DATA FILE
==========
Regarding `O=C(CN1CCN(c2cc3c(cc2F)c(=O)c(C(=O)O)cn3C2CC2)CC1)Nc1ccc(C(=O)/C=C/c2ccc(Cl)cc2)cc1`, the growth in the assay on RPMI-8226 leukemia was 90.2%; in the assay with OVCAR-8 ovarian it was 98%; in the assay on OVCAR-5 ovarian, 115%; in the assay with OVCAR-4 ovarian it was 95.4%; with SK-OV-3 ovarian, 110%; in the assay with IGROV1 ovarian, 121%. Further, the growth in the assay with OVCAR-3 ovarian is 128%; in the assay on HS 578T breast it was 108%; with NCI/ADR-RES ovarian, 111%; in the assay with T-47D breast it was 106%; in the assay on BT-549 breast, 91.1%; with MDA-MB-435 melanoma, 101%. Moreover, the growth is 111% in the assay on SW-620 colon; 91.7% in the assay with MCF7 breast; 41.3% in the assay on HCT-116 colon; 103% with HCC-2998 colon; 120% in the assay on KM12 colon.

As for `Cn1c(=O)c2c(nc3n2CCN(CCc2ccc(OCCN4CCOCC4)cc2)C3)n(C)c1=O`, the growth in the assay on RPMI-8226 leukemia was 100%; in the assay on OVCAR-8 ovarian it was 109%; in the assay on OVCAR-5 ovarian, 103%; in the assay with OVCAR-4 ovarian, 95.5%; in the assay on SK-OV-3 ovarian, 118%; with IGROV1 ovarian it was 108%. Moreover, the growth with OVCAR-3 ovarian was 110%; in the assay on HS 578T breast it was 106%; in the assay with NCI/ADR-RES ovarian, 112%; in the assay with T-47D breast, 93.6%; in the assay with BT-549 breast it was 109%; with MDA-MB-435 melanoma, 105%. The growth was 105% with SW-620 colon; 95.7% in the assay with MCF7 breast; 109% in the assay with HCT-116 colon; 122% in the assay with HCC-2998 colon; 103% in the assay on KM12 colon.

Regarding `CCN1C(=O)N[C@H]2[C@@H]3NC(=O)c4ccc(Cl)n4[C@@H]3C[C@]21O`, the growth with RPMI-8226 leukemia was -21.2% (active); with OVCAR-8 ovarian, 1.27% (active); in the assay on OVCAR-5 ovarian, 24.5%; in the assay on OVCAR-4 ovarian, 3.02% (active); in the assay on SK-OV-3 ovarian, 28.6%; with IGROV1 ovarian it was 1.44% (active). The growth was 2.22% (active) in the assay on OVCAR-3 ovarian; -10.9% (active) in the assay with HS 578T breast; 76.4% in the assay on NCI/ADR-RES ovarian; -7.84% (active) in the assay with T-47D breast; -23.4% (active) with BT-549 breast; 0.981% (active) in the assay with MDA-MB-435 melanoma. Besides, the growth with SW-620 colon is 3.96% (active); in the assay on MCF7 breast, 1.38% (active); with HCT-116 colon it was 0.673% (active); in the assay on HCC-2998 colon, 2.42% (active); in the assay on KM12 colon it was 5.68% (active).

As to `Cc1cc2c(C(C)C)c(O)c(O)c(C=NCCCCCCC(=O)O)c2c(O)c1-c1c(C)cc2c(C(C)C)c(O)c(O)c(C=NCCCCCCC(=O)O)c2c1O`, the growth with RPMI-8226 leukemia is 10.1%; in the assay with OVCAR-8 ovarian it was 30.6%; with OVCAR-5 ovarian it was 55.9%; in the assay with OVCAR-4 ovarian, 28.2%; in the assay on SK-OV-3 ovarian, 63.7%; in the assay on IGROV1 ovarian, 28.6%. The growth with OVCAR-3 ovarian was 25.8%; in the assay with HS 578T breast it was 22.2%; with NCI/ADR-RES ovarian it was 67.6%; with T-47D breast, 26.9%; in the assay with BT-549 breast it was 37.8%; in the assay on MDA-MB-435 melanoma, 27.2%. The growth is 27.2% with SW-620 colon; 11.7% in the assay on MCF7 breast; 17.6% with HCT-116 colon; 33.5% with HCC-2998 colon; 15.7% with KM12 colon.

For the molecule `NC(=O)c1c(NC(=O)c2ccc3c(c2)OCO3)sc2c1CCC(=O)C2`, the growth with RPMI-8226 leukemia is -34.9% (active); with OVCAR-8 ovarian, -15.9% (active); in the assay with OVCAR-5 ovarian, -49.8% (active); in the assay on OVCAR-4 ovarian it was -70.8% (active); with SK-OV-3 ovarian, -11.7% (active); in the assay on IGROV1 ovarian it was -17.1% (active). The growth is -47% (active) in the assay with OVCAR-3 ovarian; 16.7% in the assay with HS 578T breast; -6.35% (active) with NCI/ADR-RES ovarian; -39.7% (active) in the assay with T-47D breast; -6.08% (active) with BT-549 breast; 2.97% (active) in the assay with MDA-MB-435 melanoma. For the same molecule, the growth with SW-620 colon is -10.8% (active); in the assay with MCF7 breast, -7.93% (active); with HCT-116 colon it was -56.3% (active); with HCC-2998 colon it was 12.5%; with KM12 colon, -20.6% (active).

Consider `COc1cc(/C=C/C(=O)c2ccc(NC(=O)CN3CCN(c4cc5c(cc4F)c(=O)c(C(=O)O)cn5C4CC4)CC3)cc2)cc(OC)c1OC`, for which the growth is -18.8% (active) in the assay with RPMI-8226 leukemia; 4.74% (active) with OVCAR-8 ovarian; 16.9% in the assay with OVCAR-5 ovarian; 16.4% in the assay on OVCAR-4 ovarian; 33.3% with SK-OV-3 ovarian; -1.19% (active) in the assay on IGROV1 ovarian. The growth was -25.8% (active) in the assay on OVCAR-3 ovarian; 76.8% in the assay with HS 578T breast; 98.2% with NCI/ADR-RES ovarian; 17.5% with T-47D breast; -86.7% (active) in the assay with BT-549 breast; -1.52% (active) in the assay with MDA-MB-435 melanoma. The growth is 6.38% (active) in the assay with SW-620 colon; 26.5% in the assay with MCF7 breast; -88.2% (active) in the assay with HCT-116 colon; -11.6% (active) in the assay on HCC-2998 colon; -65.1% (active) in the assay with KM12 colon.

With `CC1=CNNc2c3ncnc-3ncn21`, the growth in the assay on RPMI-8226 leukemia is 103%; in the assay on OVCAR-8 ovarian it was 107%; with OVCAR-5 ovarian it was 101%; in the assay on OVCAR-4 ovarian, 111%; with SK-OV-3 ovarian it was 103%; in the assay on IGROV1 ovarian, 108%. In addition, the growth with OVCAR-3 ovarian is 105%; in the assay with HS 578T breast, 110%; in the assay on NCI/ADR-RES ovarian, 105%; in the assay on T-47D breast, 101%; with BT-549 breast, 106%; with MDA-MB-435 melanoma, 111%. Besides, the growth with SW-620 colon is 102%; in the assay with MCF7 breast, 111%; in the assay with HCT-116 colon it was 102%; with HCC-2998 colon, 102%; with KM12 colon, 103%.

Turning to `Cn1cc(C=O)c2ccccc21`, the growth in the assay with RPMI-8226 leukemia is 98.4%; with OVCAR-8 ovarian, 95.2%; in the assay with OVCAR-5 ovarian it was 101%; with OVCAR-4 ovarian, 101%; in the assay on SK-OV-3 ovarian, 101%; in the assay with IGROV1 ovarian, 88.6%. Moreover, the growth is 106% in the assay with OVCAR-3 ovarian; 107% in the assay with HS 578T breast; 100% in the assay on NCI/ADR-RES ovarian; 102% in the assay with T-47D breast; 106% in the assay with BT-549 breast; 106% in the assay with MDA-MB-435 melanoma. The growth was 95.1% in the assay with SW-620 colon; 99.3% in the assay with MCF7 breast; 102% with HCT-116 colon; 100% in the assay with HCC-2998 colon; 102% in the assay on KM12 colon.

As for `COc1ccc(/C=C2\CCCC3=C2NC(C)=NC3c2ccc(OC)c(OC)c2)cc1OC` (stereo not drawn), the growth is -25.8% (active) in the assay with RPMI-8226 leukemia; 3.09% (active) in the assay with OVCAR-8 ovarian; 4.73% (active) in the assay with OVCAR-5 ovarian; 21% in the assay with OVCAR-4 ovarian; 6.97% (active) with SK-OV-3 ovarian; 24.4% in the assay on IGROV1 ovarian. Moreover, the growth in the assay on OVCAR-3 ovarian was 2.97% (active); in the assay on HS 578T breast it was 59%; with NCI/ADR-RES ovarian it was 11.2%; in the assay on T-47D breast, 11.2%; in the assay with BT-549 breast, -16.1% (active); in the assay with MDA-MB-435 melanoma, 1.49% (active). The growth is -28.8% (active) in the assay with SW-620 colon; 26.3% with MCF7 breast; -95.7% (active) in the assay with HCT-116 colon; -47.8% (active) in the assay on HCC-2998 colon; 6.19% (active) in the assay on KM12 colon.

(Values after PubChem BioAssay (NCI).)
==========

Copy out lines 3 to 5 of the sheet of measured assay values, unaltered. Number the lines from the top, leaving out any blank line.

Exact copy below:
Regarding `CCN1C(=O)N[C@H]2[C@@H]3NC(=O)c4ccc(Cl)n4[C@@H]3C[C@]21O`, the growth with RPMI-8226 leukemia was -21.2% (active); with OVCAR-8 ovarian, 1.27% (active); in the assay on OVCAR-5 ovarian, 24.5%; in the assay on OVCAR-4 ovarian, 3.02% (active); in the assay on SK-OV-3 ovarian, 28.6%; with IGROV1 ovarian it was 1.44% (active). The growth was 2.22% (active) in the assay on OVCAR-3 ovarian; -10.9% (active) in the assay with HS 578T breast; 76.4% in the assay on NCI/ADR-RES ovarian; -7.84% (active) in the assay with T-47D breast; -23.4% (active) with BT-549 breast; 0.981% (active) in the assay with MDA-MB-435 melanoma. Besides, the growth with SW-620 colon is 3.96% (active); in the assay on MCF7 breast, 1.38% (active); with HCT-116 colon it was 0.673% (active); in the assay on HCC-2998 colon, 2.42% (active); in the assay on KM12 colon it was 5.68% (active).

As to `Cc1cc2c(C(C)C)c(O)c(O)c(C=NCCCCCCC(=O)O)c2c(O)c1-c1c(C)cc2c(C(C)C)c(O)c(O)c(C=NCCCCCCC(=O)O)c2c1O`, the growth with RPMI-8226 leukemia is 10.1%; in the assay with OVCAR-8 ovarian it was 30.6%; with OVCAR-5 ovarian it was 55.9%; in the assay with OVCAR-4 ovarian, 28.2%; in the assay on SK-OV-3 ovarian, 63.7%; in the assay on IGROV1 ovarian, 28.6%. The growth with OVCAR-3 ovarian was 25.8%; in the assay with HS 578T breast it was 22.2%; with NCI/ADR-RES ovarian it was 67.6%; with T-47D breast, 26.9%; in the assay with BT-549 breast it was 37.8%; in the assay on MDA-MB-435 melanoma, 27.2%. The growth is 27.2% with SW-620 colon; 11.7% in the assay on MCF7 breast; 17.6% with HCT-116 colon; 33.5% with HCC-2998 colon; 15.7% with KM12 colon.

For the molecule `NC(=O)c1c(NC(=O)c2ccc3c(c2)OCO3)sc2c1CCC(=O)C2`, the growth with RPMI-8226 leukemia is -34.9% (active); with OVCAR-8 ovarian, -15.9% (active); in the assay with OVCAR-5 ovarian, -49.8% (active); in the assay on OVCAR-4 ovarian it was -70.8% (active); with SK-OV-3 ovarian, -11.7% (active); in the assay on IGROV1 ovarian it was -17.1% (active). The growth is -47% (active) in the assay with OVCAR-3 ovarian; 16.7% in the assay with HS 578T breast; -6.35% (active) with NCI/ADR-RES ovarian; -39.7% (active) in the assay with T-47D breast; -6.08% (active) with BT-549 breast; 2.97% (active) in the assay with MDA-MB-435 melanoma. For the same molecule, the growth with SW-620 colon is -10.8% (active); in the assay with MCF7 breast, -7.93% (active); with HCT-116 colon it was -56.3% (active); with HCC-2998 colon it was 12.5%; with KM12 colon, -20.6% (active).